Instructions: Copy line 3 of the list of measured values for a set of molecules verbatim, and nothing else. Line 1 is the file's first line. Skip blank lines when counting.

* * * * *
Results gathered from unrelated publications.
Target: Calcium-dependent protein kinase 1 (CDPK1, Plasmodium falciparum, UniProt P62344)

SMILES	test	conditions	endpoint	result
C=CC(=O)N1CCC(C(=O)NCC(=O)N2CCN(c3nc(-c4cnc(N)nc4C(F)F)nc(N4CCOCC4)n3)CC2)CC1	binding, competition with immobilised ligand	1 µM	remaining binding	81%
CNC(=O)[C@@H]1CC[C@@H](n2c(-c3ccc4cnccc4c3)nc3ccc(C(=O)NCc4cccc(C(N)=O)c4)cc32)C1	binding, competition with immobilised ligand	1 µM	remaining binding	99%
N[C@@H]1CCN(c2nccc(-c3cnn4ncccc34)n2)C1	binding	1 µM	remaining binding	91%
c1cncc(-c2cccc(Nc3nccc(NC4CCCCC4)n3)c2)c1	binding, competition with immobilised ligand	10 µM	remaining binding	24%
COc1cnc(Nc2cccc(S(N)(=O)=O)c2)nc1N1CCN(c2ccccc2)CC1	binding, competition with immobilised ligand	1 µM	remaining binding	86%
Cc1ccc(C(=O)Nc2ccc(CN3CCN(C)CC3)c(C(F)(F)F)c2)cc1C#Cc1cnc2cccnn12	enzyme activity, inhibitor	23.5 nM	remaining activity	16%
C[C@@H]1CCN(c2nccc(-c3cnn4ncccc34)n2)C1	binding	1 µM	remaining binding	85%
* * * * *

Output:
SMILES	test	conditions	endpoint	result